Saturday, March 21, 2009

ID FMP: Conversation Turn-Taking Model

Holding a conversation is a basic human activity. It requires a large amount of coordination between participants, a fact that is often unnoticed. People need to know when to listen, when they can start talking, and when to cede the floor. Conversation mechanisms facilitate the coordination of conversations by helping people know how and when to start and stop speaking. These mechanisms enable people to effectively negotiate the turn-taking required carry out a conversation.

Harvey Sacks, Emanuel Schegloff, and Gail Jefferson have developed a model that aims to explain how people manage turn taking during conversations. The focus of their research was to create a framework that can be applied across cultures and contexts, and that can accommodate several key observations about the structure and dynamics of conversations. Here is an excerpt from the abstract of their paper The Simplest Systematics for the Organization of Turn-Taking for Conversation.

“The organization of taking turns to talk is fundamental to conversation, as well as to other speech-exchange systems. A model for the turn-taking organization for conversation is proposed, and is examined for its compatibility with a list of grossly observable facets about conversation [outlined below].”

The Foundations
Before we explore the model itself let’s take a look at its foundation. Here is a list of the “grossly observable facets about conversation” that was referred to in the quote above:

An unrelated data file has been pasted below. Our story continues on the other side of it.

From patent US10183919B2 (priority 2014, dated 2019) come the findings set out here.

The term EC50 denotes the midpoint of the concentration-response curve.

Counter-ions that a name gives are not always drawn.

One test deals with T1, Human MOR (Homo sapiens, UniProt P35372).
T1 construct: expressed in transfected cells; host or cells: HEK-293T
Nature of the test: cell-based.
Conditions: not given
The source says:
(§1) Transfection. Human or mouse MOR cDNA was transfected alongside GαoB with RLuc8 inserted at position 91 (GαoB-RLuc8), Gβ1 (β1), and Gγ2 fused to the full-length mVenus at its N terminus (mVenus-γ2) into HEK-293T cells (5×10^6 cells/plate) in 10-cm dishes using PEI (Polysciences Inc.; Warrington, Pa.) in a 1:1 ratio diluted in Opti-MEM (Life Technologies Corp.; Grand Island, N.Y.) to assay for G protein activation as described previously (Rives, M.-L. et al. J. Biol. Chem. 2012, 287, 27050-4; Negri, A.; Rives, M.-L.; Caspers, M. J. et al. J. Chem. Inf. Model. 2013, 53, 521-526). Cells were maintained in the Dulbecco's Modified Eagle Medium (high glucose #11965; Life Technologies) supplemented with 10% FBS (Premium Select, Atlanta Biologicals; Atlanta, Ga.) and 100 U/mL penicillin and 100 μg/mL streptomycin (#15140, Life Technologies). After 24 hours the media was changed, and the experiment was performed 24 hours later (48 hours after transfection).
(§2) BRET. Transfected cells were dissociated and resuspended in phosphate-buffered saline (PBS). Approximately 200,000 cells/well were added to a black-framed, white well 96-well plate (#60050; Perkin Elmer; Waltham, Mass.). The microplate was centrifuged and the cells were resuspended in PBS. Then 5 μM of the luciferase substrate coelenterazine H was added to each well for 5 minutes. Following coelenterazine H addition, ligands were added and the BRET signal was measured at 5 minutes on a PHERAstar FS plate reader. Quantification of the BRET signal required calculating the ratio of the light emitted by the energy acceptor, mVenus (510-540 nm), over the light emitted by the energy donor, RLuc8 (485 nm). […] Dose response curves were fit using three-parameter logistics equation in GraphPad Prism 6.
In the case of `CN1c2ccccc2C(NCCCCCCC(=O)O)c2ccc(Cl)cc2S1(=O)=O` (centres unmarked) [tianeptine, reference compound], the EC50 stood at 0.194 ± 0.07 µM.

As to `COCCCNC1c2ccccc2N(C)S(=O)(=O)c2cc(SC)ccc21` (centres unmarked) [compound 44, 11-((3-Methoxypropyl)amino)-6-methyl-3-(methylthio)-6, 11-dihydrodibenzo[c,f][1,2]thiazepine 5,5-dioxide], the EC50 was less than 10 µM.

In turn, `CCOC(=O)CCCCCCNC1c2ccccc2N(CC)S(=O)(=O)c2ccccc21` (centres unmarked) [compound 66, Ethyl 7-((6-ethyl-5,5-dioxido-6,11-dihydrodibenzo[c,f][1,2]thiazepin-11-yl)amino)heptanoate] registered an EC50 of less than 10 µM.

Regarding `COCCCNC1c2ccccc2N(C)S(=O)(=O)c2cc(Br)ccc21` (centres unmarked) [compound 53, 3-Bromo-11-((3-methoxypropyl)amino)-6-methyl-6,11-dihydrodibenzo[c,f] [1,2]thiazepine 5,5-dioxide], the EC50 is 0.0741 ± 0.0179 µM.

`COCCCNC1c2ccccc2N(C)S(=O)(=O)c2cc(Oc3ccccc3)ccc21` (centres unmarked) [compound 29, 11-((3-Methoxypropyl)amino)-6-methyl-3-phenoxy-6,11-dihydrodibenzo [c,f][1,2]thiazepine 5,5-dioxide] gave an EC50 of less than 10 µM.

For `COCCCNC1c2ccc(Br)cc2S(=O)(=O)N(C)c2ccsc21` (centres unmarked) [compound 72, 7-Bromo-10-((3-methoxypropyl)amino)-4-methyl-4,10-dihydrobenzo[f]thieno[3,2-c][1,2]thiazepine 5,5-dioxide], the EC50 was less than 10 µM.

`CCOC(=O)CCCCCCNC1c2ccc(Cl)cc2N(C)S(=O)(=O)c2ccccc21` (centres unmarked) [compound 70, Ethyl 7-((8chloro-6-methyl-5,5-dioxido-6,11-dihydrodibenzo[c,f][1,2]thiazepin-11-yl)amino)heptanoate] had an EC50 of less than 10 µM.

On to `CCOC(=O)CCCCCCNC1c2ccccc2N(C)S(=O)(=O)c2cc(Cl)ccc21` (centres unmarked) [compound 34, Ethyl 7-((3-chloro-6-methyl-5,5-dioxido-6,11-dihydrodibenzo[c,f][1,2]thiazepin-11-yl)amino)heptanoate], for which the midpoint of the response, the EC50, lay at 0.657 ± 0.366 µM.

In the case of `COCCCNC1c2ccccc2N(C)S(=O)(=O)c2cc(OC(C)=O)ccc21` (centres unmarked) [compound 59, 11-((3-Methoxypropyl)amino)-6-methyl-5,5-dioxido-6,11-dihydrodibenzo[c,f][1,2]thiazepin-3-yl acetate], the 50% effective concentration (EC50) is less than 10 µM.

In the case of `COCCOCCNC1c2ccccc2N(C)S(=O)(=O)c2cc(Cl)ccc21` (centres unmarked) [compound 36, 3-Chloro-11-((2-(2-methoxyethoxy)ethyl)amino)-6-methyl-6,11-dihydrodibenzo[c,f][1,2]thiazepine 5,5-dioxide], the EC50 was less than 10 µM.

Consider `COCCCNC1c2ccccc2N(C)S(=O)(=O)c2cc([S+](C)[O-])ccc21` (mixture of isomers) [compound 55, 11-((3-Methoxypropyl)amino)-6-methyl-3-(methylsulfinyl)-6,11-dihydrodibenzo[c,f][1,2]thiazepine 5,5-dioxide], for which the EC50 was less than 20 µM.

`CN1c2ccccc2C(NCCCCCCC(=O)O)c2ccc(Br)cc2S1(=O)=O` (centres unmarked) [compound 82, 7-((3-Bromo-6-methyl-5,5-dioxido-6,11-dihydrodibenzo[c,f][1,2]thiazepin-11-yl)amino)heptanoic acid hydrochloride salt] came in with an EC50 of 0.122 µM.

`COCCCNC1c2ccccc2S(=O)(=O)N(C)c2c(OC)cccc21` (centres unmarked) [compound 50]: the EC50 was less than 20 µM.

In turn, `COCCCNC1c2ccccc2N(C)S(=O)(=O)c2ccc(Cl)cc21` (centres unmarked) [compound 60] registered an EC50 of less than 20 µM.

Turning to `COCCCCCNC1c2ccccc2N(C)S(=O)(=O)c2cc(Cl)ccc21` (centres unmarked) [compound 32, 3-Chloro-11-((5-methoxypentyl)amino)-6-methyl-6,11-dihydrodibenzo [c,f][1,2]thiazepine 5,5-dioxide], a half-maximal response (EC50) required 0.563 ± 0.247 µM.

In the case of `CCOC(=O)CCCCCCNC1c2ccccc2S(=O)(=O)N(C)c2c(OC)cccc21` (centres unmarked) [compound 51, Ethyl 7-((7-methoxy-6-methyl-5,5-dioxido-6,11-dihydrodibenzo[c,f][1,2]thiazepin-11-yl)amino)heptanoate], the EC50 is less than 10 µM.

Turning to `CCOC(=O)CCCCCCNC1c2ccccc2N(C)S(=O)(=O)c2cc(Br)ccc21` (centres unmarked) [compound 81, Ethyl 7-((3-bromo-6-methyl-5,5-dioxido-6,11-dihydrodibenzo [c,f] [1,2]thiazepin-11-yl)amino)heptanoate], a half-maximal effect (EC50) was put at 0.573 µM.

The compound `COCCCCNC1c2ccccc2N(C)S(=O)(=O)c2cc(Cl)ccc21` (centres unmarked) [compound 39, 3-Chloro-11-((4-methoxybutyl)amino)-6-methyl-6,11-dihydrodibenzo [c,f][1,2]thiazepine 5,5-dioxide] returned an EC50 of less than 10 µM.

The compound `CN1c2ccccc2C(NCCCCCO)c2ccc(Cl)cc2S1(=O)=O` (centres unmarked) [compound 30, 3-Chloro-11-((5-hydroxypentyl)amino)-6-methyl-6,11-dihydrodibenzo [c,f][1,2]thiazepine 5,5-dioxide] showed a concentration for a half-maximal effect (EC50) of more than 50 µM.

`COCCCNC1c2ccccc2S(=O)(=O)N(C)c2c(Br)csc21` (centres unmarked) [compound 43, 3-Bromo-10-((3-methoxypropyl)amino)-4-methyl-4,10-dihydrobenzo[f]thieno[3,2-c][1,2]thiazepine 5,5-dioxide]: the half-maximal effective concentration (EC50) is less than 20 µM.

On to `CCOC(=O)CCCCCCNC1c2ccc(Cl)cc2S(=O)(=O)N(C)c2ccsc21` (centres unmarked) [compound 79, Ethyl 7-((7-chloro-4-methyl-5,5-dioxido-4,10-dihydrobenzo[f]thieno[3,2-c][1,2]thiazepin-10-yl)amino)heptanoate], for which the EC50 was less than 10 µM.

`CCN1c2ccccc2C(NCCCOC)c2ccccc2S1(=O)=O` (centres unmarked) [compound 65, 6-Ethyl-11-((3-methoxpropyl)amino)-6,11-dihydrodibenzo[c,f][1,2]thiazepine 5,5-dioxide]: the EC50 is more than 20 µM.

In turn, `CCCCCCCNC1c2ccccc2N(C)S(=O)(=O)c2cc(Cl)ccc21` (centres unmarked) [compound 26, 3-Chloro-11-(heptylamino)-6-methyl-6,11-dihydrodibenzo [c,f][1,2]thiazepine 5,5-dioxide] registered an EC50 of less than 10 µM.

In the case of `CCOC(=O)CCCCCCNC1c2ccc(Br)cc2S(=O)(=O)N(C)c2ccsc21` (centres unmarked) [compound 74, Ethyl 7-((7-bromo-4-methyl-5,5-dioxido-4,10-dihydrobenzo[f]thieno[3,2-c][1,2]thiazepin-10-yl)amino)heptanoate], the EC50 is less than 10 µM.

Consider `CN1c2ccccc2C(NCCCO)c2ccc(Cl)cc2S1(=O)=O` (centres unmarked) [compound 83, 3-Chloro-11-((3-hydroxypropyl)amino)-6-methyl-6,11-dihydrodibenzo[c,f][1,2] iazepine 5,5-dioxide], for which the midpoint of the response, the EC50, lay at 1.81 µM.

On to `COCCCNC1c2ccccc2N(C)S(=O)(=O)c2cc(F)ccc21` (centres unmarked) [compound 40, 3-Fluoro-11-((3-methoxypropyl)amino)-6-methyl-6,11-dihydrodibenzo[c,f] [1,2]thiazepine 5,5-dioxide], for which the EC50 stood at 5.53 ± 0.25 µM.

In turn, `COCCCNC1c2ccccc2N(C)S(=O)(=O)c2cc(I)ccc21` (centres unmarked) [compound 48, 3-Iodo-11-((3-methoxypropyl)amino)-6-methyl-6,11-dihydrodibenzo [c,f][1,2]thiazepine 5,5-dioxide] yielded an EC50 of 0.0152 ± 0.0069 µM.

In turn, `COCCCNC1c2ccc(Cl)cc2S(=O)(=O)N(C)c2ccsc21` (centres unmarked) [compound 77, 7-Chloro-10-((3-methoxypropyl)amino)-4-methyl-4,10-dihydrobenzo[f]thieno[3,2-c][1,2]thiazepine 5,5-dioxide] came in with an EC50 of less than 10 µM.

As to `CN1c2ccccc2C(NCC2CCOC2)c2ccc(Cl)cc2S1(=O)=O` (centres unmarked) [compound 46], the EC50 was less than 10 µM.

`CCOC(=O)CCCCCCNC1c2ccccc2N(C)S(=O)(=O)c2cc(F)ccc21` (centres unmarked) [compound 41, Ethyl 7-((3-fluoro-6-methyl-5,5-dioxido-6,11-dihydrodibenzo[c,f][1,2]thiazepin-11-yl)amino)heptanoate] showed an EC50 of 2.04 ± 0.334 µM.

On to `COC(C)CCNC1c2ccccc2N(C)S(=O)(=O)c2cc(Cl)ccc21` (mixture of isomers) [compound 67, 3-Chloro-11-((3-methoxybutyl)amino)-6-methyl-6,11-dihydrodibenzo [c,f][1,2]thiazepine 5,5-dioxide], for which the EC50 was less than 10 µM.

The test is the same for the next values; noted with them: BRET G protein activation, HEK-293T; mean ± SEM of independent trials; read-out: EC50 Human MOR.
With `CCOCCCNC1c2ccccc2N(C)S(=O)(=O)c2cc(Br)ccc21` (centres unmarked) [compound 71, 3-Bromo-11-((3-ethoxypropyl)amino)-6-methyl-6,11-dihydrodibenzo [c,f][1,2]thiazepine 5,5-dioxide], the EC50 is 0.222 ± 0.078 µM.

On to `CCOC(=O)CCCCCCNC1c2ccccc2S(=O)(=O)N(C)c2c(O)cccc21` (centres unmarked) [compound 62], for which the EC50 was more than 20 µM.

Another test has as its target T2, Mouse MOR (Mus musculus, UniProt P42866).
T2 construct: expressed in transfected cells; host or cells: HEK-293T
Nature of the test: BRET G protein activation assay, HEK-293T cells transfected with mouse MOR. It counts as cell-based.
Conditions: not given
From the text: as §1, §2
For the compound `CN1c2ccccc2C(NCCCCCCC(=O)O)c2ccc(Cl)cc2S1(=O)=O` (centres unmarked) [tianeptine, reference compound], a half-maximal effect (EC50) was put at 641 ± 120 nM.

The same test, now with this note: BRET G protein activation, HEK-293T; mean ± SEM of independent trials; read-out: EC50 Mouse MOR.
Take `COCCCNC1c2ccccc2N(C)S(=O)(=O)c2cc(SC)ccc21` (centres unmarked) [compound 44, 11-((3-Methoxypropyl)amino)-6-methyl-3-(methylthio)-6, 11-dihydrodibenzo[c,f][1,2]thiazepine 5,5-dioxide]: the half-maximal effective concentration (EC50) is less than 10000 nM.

1. Speaker changes will always occur and often recur.
  2. For most of the time only one party talks at a time.
  3. More than one person will often talk at a time, but these occurrences are brief.
  4. Most transitions occur with no gap or overlap, or with slight gap or overlap.
  5. Turn order varies throughout conversation.
  6. Turn size or length usually varies.
  7. Length of conversation is not specified.
  8. What parties say is not specified.
  9. Relative distribution of turns is not specified.
  10. Number of parties varies considerably.
  11. Talk can be continuous or not.
  12. Turn-allocation techniques are used to facilitate the conversation.
  13. Sometime turn-constructional units are used to facilitate conversation.
  14. Repair mechanisms exist for correcting turn-taking errors.
The Model
The general model that they developed, which is pictured above, is composed of the three basic rules that govern the transition of turns in a conversation. These rules are:
  1. The current speaker chooses the next speaker by asking a question or making a request.
  2. If the speaker does not choose the next speaker, then another person can self-select to start speaking.
  3. The speaker can decide to continue speaking if no other person self-selects to start speaking.
[source: Interaction Design: Beyond Human-Computer Interaction; and Harvey Sacks, Emanuel Schegloff, and Gail Jefferson’s paper The Simplest Systematics for the Organization of Turn-Taking for Conversation, 1974]

** What the hell is ID FMP? **